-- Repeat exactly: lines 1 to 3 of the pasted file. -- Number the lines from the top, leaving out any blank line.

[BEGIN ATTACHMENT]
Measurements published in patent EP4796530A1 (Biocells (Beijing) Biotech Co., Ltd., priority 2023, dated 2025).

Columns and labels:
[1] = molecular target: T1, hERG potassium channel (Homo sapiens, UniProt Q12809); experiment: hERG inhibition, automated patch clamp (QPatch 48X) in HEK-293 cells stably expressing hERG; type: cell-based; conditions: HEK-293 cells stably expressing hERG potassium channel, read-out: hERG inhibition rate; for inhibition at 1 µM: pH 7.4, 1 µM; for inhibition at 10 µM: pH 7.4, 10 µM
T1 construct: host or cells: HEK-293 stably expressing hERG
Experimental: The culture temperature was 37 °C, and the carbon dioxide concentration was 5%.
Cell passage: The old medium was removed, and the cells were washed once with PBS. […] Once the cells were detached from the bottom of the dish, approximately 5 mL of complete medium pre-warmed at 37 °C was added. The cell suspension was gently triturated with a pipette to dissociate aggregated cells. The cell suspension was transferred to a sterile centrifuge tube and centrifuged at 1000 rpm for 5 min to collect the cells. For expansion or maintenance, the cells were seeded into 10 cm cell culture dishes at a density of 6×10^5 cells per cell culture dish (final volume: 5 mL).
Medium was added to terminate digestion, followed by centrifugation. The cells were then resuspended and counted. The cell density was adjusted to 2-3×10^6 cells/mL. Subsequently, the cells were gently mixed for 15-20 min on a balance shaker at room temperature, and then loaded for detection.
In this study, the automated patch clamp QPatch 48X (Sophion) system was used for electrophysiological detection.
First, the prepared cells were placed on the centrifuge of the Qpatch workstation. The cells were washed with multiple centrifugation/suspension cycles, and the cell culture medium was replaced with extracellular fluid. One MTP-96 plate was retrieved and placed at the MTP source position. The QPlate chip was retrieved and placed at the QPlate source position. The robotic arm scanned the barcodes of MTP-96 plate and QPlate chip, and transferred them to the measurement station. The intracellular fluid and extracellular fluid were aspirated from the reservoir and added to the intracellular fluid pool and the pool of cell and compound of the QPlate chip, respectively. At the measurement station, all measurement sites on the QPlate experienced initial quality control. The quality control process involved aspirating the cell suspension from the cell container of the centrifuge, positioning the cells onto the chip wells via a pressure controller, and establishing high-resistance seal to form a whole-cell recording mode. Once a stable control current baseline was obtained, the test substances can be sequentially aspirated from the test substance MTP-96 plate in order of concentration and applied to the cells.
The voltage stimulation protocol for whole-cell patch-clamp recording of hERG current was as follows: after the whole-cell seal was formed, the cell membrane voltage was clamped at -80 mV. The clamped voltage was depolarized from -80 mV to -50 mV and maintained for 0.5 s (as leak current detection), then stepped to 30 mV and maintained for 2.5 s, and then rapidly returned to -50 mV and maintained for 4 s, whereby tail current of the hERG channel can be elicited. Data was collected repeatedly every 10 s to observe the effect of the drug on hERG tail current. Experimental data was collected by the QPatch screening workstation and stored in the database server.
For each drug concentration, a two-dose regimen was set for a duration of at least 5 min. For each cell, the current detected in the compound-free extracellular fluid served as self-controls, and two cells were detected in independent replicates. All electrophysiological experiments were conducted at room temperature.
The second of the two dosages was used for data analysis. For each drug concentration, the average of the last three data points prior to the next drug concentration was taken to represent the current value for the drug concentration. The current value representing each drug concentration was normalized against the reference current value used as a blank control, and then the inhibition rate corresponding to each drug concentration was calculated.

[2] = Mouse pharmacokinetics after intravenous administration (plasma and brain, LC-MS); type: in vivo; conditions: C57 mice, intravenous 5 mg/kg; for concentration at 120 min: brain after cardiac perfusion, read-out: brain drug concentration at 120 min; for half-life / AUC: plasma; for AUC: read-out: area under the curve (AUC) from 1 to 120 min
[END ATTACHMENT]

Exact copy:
Measurements published in patent EP4796530A1 (Biocells (Beijing) Biotech Co., Ltd., priority 2023, dated 2025).

Columns and labels:
[1] = molecular target: T1, hERG potassium channel (Homo sapiens, UniProt Q12809); experiment: hERG inhibition, automated patch clamp (QPatch 48X) in HEK-293 cells stably expressing hERG; type: cell-based; conditions: HEK-293 cells stably expressing hERG potassium channel, read-out: hERG inhibition rate; for inhibition at 1 µM: pH 7.4, 1 µM; for inhibition at 10 µM: pH 7.4, 10 µM